The loss of housing can have devastating social, psychological, and economic consequences on families, leading one scholar to refer to eviction as “the civil equivalent of the death penalty.” While most landlords nationwide have legal representation in eviction proceedings, only about 10% of tenants have a lawyer to help them fight their case. Despite the dire stakes, and only piecemeal protections in the midst of a deadly pandemic, renters have had to navigate a labyrinthine civil legal system where they are far more likely to lose their case without the guidance of counsel. The imbalance in legal representation between landlords and tenants is one of many factors fueling a pandemic eviction crisis that looms larger as a federal moratorium is set to expire in March.
According to a new poll from Data for Progress and The Lab, a policy vertical of The Appeal, voters overwhelmingly want a fairer process in eviction cases. A strong majority of likely voters across party lines want Congress to increase funds for legal services to prevent evictions, and believe that people should have a right to counsel in evictions proceedings. Results include:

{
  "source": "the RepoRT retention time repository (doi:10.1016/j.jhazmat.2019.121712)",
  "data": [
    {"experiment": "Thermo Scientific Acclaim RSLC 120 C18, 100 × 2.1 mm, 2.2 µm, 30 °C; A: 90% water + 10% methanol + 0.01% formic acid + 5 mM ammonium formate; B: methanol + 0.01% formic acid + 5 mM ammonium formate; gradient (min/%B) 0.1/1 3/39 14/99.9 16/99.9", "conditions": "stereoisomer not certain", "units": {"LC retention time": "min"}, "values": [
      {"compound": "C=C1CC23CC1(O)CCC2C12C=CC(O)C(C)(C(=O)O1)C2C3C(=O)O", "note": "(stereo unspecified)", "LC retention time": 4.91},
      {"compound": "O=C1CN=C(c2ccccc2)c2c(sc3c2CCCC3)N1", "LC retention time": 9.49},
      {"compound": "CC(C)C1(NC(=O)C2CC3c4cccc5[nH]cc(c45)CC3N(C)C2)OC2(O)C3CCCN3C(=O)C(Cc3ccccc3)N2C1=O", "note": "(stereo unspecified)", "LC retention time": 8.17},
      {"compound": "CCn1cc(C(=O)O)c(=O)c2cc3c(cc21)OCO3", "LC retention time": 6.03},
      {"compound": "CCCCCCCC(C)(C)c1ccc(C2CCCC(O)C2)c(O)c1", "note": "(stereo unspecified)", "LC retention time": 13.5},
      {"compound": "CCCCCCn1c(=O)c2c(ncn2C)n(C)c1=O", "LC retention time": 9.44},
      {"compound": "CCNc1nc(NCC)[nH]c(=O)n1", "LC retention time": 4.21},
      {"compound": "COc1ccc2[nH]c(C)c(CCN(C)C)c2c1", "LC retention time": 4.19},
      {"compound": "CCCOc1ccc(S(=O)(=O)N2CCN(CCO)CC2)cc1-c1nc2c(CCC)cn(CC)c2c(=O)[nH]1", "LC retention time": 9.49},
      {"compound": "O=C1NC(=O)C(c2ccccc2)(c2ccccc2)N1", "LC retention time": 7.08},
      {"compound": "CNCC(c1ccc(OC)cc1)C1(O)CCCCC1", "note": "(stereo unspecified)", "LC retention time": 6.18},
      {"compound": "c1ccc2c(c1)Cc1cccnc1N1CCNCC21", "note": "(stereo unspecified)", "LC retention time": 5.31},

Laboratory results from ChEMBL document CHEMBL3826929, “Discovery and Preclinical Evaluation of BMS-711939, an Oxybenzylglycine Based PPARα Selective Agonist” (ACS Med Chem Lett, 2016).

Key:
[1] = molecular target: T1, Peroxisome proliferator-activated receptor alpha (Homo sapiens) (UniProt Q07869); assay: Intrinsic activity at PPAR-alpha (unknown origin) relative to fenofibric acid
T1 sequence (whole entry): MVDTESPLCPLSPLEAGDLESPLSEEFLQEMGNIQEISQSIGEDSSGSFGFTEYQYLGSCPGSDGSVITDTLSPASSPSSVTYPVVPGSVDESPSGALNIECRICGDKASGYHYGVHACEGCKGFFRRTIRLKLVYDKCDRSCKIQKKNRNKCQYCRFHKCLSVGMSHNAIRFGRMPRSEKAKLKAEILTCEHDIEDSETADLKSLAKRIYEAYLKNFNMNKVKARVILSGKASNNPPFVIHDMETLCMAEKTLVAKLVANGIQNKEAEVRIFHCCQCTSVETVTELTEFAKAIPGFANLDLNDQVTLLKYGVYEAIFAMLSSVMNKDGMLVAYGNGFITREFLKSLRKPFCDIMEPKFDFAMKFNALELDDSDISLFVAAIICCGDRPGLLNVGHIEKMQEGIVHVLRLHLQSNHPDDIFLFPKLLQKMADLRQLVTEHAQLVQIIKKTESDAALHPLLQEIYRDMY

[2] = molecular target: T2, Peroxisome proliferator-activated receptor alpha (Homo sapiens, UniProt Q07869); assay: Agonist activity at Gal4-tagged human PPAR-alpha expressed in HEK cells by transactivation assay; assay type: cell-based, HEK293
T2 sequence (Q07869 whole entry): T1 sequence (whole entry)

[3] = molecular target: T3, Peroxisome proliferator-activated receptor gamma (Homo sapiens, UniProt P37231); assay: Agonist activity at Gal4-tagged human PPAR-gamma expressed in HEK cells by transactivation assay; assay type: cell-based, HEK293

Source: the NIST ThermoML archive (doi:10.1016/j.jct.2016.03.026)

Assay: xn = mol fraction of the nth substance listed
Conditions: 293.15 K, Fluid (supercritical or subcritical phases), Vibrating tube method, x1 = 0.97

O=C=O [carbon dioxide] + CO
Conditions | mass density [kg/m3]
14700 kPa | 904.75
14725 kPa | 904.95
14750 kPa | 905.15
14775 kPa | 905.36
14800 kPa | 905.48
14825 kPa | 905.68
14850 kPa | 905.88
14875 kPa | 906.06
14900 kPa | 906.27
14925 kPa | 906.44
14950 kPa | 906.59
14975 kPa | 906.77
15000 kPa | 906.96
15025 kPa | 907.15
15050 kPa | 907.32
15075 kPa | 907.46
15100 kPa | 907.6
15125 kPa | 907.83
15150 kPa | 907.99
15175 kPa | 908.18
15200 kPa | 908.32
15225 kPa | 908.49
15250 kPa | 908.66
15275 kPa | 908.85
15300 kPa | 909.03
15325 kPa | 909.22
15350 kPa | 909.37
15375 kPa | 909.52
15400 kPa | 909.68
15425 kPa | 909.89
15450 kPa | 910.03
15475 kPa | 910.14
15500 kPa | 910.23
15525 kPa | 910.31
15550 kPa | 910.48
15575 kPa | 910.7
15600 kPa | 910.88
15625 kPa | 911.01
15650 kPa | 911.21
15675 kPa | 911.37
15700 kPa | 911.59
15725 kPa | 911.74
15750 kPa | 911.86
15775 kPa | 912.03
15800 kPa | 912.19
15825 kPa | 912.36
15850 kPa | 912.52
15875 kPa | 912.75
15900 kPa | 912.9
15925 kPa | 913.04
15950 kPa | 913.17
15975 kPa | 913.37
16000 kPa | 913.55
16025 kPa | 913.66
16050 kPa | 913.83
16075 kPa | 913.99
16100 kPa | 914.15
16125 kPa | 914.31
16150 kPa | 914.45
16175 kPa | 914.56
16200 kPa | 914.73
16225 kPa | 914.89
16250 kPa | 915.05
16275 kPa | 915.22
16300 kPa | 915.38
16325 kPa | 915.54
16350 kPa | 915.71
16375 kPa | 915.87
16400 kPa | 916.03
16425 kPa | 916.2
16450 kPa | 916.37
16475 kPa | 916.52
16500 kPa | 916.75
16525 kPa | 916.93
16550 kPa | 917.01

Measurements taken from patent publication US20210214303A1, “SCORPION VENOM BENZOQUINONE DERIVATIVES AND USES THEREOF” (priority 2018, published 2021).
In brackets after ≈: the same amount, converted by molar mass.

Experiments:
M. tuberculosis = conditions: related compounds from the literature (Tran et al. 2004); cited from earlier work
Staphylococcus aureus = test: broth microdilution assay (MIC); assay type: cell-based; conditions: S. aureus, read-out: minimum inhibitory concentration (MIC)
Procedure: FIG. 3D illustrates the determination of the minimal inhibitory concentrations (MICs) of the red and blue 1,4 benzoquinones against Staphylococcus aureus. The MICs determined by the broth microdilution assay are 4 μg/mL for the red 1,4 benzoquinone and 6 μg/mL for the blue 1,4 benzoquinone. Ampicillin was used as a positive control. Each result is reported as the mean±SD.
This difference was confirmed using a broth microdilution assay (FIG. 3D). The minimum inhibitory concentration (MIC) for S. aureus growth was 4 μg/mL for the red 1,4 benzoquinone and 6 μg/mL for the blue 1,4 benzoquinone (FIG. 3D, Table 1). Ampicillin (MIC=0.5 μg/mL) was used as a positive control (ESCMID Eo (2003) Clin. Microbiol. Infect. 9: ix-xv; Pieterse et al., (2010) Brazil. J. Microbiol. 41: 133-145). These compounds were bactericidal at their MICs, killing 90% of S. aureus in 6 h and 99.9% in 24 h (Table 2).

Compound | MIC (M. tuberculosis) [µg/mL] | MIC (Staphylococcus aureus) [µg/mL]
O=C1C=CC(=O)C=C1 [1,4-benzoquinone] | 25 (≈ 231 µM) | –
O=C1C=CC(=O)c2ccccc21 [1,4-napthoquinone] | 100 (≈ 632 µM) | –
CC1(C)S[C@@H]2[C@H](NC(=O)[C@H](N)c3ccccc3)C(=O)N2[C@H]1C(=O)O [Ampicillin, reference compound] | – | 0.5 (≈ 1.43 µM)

- 64% of voters—including 78% of Democrats, 61% of independents, and 51% of Republicans—believe Congress should pass a measure to fund legal services to prevent evictions.
- 68% of voters—including 75% of Democrats, 71% of independents, and 58% of Republicans—support a right to counsel in eviction proceedings, similar to the right that exists for criminal cases.
Polling & Findings
From February 5 to February 7, 2021, Data for Progress conducted a survey of 1213 likely voters nationally using web panel respondents. The sample was weighted to be representative of likely voters by age, gender, education, race, and voting history. The survey was conducted in English. The margin of error is ±2.8 percentage points.